Operation Iron Cross

This was a US unrealised special forces operation by the Office of Strategic Services conceived initially as a way to infiltrate sabotage teams into the ‘Alpine redoubt’ which the Allies though the Germans were creating a a final fall-back position in the Alps, and then to seize Adolf Hitler (late 1944/April 1945).

It was in the last part of 1944 that the Allies came to believe that the Germans were planning their ‘Alpine redoubt’, and ‘Iron Cross’ was conceived as a means of breaking into this fortress through the use of specially created units of anti-Nazi Germans and German prisoners of war who had come to hate the Nazi concept. These men were to be trained in parachuting and sabotage skills before being dropped, in company strength and wearing German uniforms, into the valley of the Inn river between Kufstein and Innsbruck. Here they were to undertake the sabotage of key installations; create and lead anti-Nazi guerrilla forces; encourage German soldiers to desert; and, if possible, capture high-ranking German military and political leaders.

The operation was conceived on the basis of using prisoners taken or freed during the liberation of France, and including German civilians liberated from the Gestapo, German deserters who had joined the French resistance movement, and volunteers from prisoner of war camps. By the end of 1944, the operation had gathered 175 men to be trained at a special camp in St Germain in sabotage, the laying of ambushes, and parachuting. During this physical training, psychologically testing was used to weed out those who were emotionally unsuitable or morally deficient, and by the end of the training programme exactly 100 men were left.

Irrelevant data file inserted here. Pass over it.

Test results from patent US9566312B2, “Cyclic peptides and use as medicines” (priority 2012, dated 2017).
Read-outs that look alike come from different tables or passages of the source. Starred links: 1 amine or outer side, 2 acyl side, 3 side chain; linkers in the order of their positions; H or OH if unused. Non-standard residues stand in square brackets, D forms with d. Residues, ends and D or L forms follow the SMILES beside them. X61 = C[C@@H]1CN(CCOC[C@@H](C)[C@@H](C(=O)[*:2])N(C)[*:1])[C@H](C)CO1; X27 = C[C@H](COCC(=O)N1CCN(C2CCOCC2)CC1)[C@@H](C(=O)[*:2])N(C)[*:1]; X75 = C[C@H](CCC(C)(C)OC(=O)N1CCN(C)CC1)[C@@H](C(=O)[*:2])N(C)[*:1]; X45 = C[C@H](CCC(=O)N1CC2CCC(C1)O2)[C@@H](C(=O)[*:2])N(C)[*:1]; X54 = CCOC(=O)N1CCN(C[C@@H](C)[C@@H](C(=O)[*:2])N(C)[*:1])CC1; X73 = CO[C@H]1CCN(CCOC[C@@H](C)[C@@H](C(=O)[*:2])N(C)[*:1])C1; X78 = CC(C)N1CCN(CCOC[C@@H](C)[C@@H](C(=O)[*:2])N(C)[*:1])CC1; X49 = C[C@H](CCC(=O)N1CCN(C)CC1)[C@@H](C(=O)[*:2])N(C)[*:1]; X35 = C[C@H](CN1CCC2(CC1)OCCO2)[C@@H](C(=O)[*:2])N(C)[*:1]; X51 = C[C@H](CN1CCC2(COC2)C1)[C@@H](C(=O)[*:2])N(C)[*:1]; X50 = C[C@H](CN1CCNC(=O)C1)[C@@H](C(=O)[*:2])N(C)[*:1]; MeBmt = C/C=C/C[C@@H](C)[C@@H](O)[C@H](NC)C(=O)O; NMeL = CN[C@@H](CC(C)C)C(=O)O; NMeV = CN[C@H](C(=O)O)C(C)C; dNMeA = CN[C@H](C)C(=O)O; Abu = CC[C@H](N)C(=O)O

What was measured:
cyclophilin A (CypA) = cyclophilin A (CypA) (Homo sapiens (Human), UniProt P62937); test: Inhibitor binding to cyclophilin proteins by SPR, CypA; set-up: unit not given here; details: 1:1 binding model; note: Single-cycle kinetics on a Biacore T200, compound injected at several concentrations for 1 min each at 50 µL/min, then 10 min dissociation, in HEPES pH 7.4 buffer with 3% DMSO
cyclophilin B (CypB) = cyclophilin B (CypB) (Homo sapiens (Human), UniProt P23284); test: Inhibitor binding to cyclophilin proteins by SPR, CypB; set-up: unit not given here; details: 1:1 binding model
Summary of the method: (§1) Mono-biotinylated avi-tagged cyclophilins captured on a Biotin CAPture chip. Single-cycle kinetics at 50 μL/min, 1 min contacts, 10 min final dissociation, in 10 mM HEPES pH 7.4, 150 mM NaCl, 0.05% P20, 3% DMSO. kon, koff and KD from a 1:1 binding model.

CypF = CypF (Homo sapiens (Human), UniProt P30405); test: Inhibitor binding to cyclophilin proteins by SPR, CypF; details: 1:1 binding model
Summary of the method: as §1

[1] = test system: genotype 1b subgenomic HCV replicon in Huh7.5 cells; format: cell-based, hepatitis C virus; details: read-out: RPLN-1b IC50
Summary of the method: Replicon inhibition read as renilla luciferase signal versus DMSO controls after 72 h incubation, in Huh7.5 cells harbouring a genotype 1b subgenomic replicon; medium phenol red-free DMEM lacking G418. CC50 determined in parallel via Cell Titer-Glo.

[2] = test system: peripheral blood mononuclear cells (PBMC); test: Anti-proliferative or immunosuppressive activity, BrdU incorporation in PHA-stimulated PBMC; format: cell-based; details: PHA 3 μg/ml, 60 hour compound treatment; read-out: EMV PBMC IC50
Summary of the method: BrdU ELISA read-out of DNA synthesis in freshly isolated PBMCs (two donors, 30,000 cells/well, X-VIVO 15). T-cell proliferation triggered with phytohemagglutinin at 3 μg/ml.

In the middle of April 1945, the head of the OSS, Major General William J. Donovan, decided on a change of use for the ‘Iron Cross’ party, which was now to seize Adolf Hitler. In pursuit of this revised tasking, the men of the party were additionally trained in the killing of guards, the storming of buildings, and the extraction of anyone they managed to seize. At this stage none of the men of the ‘Iron Cross’ party was informed of whom the operation was to seize and extract.

Late in April 1945, the advance guard of ‘Iron Cross’ was assembled in Dijon, and comprised one US Army officer (Captain Aaron Bank), a radio operator and two soldiers. This advance guard was to be parachuted into the Alps and, wearing German uniform or civilian cloths as expedient, explore and ascertain Hitler’s whereabouts, such as his Berchtesgaden country house in the Obersalzberg area or somewhere deeper in the Alps. Once Bank’s team had established Hitler’s precise location, it would radio the information to its headquarters and the rest of the ‘Iron Cross’ party would be delivered by parachute.

On 3 April a US agent had been able to interrogate a drunken German officer who two weeks earlier had been in the Reichskanzlei (Reich chancellery), and was able to report that Hitler was currently in this Berlin headquarters, and at 22.000 each night summoned a conference of senior officers. Hitler’s alternative headquarters were at Ohrdruf in Thuringia, and not, as imagined by the Allies, in the Obersalzberg. The Ohrdruf facility was an underground headquarters created for Hitler as the SS’s ‘Special Project III’, but rather than relocate to his headquarters as planned, since the beginning of March 1945, Hitler decided to remain in Berlin.

The launch of ‘Iron Cross’ from Dijon was delayed for one day six times as a result of adverse weather, and then cancelled as Berlin was clearly an impossible target. The German volunteers of the ‘Iron Cross’ party were paid but returned to prisoner of war status, but received preference in the process of repatriation after the end of the war.